Parallels in Life


First off, although I am older and my memories (on certain things) are fading, I do very vividly remember that the word "parallel" was on a spelling test I had in 7th grade.  I couldn't spell it then, and I have to always double check it when I use it now.  I have a parallel problem.

I see parallels between my son and myself.  I have some specific memories when I was a junior in high school.  The second half of the school year was when the show M*A*S*H*  ended.  I had successfully found a t-shirt that I wanted which had Radar's teddy bear on it (I think I still have it tucked away somewhere) and I recall talking about the show the day after the finale ended in my English class.  (I had a very cool English teacher; I think she knows that.)

I associate this time period with the time that my (maternal) grandfather had to move into what we called a nursing home.   Now a days they seem to call them assisted living, but it's the same thing.  That place where they (try to) take good care of you, but it smells and is depressing. (Apologies to anyone who works in the industry.)  I didn't go visit that often (which as adult really bothers me), but my grandmother went just about every day.  He lived there for two and a half years before he died.  Sometimes I drove my grandmother over.  She had a great old car (I think from the 1960s), but didn't drive much and as relatively young driver, I loved driving it.

He moved into the nursing home after he had spent a couple of days at the hospital.   He had not been himself; I don't know what the diagnosis was at that time, but the word Alzheimer's was bounced around.  I don't know if that was actually determined, but it really doesn't matter what you call it:  Alzheimer’s, dementia, senility...Whatever it was it robbed my grandfather of a healthy life.  It robbed my family of the man we knew.  I said back then (and say now), whatever it was it killed my grandfather twice.  Once when he ceased to be the person I knew for the first 19 years of my life and then again when he died in September of 1985.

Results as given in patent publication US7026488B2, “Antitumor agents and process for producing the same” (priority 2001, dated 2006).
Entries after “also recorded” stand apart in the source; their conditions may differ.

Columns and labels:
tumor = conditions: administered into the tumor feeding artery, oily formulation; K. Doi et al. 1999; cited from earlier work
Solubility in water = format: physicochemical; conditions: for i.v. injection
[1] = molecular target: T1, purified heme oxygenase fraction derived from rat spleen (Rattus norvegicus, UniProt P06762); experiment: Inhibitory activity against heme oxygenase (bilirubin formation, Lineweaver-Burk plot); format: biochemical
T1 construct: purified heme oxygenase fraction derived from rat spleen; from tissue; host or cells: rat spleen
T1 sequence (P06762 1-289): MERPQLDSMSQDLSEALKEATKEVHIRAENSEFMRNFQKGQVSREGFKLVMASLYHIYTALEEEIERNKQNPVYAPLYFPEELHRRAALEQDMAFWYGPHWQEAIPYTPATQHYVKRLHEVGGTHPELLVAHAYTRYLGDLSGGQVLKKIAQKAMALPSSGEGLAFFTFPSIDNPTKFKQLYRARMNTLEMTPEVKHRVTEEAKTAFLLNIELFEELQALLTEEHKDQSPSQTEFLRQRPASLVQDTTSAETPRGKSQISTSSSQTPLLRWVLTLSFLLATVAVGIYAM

I didn't spend enough time with my grandfather.  Probably because I was a self-absorbed teen.  I didn't learn from my mistakes however.  I didn't spend enough time with either of my grandmothers.  My maternal grandmother had a stroke in the early 1990s.  After that she was bedridden and non-verbal until she died in 1994.   I did have the opportunity to spend more time with my paternal grandmother and visited her along with my father regularly.  (Not as regularly as my father, who as I recall, went over to visit her at the senior residence just about every night after dinner.)  But still, I did not spend as much time as I wish I did.  I did not take the time to learn more about my grandparent’s lives or to hear their stories.

Where does the parallel portion of this post come in?  My son, like me, for much of his life, his maternal grandparents lived next door.  Like me, he spent a lot of time with them. Finally, my son is wrapping up his junior year and one of his grandmother has just been diagnosed with dementia.  Like I was, my son will be robbed of time spent with someone he loved.

Because of my experience, I tried to make sure my son had as much time as possible with both sets of his grandparents. When he was younger (pre-teen years), he traveled a lot with my in-laws, usually spending part of winter break and a week in the summer with them.  He also always spent a week or two with my parents in the summer.  He went to a marine biology day camp for several years, but I think one of his favorite things was going to the yacht club with my parents for dinner.  He loved getting "dressed up" and going out.  He was always well behaved (with them) and was definitely a hit with my parents' friends.

I wanted to make sure my son and his grandparents had quality time together.  I knew that as he got older he would want to spend more time with his friends and less with his grandparents.  I wanted to make sure that he had good memories of his grandparents and he has.

I wish that my son and didn't parallel when it comes to maternal grandparents. I wish he had a little more time.  (Don't we always?)  At this point, my mom has confusion, but also has a good deal of lucidity.  We'll be taking advantage of that; working with the time that we do have.  There's still time to make memories and share stories.  There's still time. That's the best that we can do.  

The best we can do with what life has presented us with; it's what we should all do.


Popular posts from this blog

Not Guilty

Please Don't Ask Me...

Lowe's LIES